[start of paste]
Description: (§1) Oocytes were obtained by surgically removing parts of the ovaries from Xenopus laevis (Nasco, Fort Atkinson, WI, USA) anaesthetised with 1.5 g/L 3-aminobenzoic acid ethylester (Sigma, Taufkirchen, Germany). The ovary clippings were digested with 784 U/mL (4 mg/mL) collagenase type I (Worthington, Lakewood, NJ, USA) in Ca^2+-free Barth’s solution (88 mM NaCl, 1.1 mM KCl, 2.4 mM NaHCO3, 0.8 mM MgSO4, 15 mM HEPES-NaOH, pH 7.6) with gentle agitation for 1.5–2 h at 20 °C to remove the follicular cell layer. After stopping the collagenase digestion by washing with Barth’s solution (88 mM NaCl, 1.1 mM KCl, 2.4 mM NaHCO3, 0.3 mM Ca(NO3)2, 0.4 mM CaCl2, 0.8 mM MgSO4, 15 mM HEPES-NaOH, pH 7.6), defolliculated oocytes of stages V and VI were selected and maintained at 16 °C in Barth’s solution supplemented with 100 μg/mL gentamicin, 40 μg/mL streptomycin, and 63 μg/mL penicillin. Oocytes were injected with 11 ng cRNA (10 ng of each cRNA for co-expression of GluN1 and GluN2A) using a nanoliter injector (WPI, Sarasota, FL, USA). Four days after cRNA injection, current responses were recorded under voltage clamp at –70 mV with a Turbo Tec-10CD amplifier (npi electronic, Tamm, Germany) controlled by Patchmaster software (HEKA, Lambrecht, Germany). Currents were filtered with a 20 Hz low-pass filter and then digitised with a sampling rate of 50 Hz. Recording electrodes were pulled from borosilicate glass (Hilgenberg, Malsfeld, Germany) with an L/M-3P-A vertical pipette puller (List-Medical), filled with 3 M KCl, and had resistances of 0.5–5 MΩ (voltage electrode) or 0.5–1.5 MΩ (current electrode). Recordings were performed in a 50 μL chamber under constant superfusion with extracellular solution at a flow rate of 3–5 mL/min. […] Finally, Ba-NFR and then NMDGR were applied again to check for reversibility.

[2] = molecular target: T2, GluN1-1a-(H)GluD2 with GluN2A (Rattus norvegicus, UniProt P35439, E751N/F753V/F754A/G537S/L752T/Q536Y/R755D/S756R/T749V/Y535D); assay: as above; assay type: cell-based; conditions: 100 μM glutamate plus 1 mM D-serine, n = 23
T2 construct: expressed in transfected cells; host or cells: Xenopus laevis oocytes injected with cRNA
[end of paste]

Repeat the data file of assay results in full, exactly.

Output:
Description: (§1) Oocytes were obtained by surgically removing parts of the ovaries from Xenopus laevis (Nasco, Fort Atkinson, WI, USA) anaesthetised with 1.5 g/L 3-aminobenzoic acid ethylester (Sigma, Taufkirchen, Germany). The ovary clippings were digested with 784 U/mL (4 mg/mL) collagenase type I (Worthington, Lakewood, NJ, USA) in Ca^2+-free Barth’s solution (88 mM NaCl, 1.1 mM KCl, 2.4 mM NaHCO3, 0.8 mM MgSO4, 15 mM HEPES-NaOH, pH 7.6) with gentle agitation for 1.5–2 h at 20 °C to remove the follicular cell layer. After stopping the collagenase digestion by washing with Barth’s solution (88 mM NaCl, 1.1 mM KCl, 2.4 mM NaHCO3, 0.3 mM Ca(NO3)2, 0.4 mM CaCl2, 0.8 mM MgSO4, 15 mM HEPES-NaOH, pH 7.6), defolliculated oocytes of stages V and VI were selected and maintained at 16 °C in Barth’s solution supplemented with 100 μg/mL gentamicin, 40 μg/mL streptomycin, and 63 μg/mL penicillin. Oocytes were injected with 11 ng cRNA (10 ng of each cRNA for co-expression of GluN1 and GluN2A) using a nanoliter injector (WPI, Sarasota, FL, USA). Four days after cRNA injection, current responses were recorded under voltage clamp at –70 mV with a Turbo Tec-10CD amplifier (npi electronic, Tamm, Germany) controlled by Patchmaster software (HEKA, Lambrecht, Germany). Currents were filtered with a 20 Hz low-pass filter and then digitised with a sampling rate of 50 Hz. Recording electrodes were pulled from borosilicate glass (Hilgenberg, Malsfeld, Germany) with an L/M-3P-A vertical pipette puller (List-Medical), filled with 3 M KCl, and had resistances of 0.5–5 MΩ (voltage electrode) or 0.5–1.5 MΩ (current electrode). Recordings were performed in a 50 μL chamber under constant superfusion with extracellular solution at a flow rate of 3–5 mL/min. […] Finally, Ba-NFR and then NMDGR were applied again to check for reversibility.

[2] = molecular target: T2, GluN1-1a-(H)GluD2 with GluN2A (Rattus norvegicus, UniProt P35439, E751N/F753V/F754A/G537S/L752T/Q536Y/R755D/S756R/T749V/Y535D); assay: as above; assay type: cell-based; conditions: 100 μM glutamate plus 1 mM D-serine, n = 23
T2 construct: expressed in transfected cells; host or cells: Xenopus laevis oocytes injected with cRNA